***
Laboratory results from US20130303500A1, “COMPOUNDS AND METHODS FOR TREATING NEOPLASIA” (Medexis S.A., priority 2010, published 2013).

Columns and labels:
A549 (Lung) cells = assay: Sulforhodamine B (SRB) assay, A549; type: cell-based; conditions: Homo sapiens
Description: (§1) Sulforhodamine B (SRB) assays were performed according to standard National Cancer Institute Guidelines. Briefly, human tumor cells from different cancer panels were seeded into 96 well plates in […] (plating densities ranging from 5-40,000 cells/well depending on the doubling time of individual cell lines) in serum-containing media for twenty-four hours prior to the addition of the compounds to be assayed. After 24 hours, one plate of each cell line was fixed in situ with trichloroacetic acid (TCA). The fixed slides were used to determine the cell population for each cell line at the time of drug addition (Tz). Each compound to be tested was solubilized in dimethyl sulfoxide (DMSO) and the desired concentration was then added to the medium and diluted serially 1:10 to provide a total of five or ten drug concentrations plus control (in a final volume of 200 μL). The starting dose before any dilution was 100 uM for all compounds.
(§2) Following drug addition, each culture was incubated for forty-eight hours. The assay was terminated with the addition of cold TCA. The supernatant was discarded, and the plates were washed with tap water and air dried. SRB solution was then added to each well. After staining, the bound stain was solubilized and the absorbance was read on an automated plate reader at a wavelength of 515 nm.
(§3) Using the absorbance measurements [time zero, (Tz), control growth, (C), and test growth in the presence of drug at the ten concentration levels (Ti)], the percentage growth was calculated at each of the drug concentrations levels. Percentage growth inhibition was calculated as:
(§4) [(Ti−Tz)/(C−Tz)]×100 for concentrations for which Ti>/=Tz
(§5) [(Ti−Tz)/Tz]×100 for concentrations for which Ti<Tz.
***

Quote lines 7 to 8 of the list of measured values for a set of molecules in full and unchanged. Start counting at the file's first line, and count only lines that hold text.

(§4) [(Ti−Tz)/(C−Tz)]×100 for concentrations for which Ti>/=Tz
(§5) [(Ti−Tz)/Tz]×100 for concentrations for which Ti<Tz.